Monday, December 02, 2019

The Basques May Not Be Who We Think They Are

discover |  In terms of historical genetics these assumptions result in the Basque population be used as a “reference” for the indigenous component of the European ancestry which reaches back to the Last Glacial Maximum, and expanded from the Iberian refugium after the ice retreated. One of reasons for the assumption of Basque antiquity & purity are genetic peculiarities of the Basques. Foremost among them is that the Basque seem to have the highest frequency of Rh- in the world, primarily because of the high frequency of the null allele within the population (it is a recessively expressed trait). Rh- is very rare outside of Europe, but its frequency exhibits a west-east gradient even within the continent. It has been suggested that the mixing of Rh- and Rh+ blood groups reflects the mixing of hunter-gatherers and farmers in after the Ice Age. The map above the illustrates the frequencies of this trait, and you can see how the Basque region is cordoned off. It’s an old map because blood group were widely collected in the early 20th century. Because of the early knowledge of this heritable trait you have a lot of weird anthropological theories which hinge around blood group genetics having emerged in the early 20th century. But even as late as the mid-90s L. L. Cavalli-Sforza reported in The History and Geography of Human Genes using classical markers that the Basques exhibited some distinctiveness. Over the years with the rise of Y and mtDNA phylogenetics this distinctiveness has taken a hit. I think the data have a tendency of confirming expectations, or it is often interpreted as such. But the recent story of the R1b haplogroup strongly implied that the Basques are no different from other west Europeans, and are likely the descendants of Neolithic farmers themselves! A new paper in Human Genetics supports the contention that the Basque are just like other Europeans, A genome-wide survey does not show the genetic distinctiveness of Basques:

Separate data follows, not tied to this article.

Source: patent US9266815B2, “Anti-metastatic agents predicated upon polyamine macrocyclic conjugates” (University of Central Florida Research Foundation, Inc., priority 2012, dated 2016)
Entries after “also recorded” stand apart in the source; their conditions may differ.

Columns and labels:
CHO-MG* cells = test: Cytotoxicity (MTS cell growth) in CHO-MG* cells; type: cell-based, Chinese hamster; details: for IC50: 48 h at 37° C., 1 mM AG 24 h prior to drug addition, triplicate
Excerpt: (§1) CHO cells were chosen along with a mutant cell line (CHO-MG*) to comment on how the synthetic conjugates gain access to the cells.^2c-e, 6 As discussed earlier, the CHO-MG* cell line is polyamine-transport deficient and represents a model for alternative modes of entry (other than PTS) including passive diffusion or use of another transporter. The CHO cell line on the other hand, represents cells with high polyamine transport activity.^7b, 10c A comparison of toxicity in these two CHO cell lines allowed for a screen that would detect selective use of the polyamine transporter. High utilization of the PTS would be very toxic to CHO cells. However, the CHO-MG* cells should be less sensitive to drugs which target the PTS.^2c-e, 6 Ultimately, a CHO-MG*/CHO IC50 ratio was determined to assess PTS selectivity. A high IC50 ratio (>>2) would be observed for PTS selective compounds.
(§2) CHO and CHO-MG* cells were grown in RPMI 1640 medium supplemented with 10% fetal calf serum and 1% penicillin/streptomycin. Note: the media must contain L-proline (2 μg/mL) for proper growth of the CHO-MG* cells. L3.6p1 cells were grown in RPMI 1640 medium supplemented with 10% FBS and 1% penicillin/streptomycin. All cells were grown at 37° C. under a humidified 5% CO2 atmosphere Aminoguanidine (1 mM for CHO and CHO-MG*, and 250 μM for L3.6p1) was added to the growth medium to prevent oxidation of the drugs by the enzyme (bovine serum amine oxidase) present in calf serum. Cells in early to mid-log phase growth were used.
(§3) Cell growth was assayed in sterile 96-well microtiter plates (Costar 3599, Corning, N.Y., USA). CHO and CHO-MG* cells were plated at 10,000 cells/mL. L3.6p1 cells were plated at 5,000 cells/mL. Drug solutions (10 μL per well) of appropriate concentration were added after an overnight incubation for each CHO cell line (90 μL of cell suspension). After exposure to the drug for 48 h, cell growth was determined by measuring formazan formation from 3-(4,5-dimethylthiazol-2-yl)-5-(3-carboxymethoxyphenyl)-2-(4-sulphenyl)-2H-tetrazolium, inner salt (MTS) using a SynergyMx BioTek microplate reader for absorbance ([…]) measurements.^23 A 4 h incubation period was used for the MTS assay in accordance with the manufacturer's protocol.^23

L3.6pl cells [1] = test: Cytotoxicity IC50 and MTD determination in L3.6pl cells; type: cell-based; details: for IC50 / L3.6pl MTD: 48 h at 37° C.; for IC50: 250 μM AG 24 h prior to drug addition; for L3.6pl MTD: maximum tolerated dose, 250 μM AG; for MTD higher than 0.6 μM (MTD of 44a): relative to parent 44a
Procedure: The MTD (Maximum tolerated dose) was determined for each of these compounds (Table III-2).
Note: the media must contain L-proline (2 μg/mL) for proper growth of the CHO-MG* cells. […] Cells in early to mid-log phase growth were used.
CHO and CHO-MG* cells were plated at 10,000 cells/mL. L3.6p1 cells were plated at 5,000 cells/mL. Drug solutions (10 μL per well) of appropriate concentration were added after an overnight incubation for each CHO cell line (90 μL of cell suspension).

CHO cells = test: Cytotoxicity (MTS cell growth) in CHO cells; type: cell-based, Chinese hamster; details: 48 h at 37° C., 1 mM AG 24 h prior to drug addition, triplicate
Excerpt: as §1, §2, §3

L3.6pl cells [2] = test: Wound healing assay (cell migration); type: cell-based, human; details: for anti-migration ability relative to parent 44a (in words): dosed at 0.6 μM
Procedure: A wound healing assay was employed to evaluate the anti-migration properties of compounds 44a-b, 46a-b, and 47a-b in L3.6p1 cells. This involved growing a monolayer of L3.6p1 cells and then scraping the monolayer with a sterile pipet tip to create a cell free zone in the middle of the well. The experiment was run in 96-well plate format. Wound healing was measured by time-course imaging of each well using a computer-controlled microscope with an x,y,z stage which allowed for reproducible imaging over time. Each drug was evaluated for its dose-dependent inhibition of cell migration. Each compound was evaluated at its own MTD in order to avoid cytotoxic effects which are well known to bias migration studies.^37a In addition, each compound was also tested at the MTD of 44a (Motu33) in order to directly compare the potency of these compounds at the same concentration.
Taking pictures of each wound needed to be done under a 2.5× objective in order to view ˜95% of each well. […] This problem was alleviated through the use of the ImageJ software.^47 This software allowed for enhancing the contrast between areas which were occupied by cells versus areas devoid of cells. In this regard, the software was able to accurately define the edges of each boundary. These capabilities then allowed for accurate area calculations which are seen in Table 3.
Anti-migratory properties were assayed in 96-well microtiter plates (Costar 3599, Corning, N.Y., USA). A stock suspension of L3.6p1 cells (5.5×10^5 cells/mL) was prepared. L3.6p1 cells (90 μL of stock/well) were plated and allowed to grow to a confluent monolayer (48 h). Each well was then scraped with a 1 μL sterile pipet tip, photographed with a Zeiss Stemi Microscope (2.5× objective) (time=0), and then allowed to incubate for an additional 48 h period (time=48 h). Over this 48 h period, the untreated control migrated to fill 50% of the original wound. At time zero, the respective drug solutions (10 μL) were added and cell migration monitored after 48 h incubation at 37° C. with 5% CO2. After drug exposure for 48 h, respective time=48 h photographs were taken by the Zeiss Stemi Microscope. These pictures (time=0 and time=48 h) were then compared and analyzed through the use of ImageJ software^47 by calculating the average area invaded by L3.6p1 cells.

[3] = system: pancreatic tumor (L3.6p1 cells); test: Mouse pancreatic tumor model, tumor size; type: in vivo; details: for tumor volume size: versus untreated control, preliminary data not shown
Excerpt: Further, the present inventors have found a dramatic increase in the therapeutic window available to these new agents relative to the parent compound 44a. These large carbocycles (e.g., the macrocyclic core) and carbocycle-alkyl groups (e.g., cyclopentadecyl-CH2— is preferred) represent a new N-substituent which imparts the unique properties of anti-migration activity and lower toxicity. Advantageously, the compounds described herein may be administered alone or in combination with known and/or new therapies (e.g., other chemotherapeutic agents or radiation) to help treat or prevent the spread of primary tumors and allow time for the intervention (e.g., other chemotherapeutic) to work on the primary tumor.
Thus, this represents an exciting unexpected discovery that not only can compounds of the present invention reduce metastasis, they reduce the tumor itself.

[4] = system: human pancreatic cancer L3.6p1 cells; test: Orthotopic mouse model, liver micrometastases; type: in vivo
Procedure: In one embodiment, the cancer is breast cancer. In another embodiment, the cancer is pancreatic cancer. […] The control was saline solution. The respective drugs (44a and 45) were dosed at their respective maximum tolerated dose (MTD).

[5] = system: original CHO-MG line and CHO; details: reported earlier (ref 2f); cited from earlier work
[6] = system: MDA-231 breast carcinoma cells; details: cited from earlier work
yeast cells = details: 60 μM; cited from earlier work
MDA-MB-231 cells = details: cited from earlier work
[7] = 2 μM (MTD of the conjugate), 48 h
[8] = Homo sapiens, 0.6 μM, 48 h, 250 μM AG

Basques are a cultural isolate, and, according to mainly allele frequencies of classical polymorphisms, also a genetic isolate. We investigated the differentiation of Spanish Basques from the rest of Iberian populations by means of a dense, genome-wide SNP array. We found that F ST distances between Spanish Basques and other populations were similar to those between pairs of non-Basque populations. The same result is found in a PCA of individuals, showing a general distinction between Iberians and other South Europeans independently of being Basques. Pathogen-mediated natural selection may be responsible for the high differentiation previously reported for Basques at very specific genes such as ABO, RH, and HLA. Thus, Basques cannot be considered a genetic outlier under a general genome scope and interpretations on their origin may have to be revised.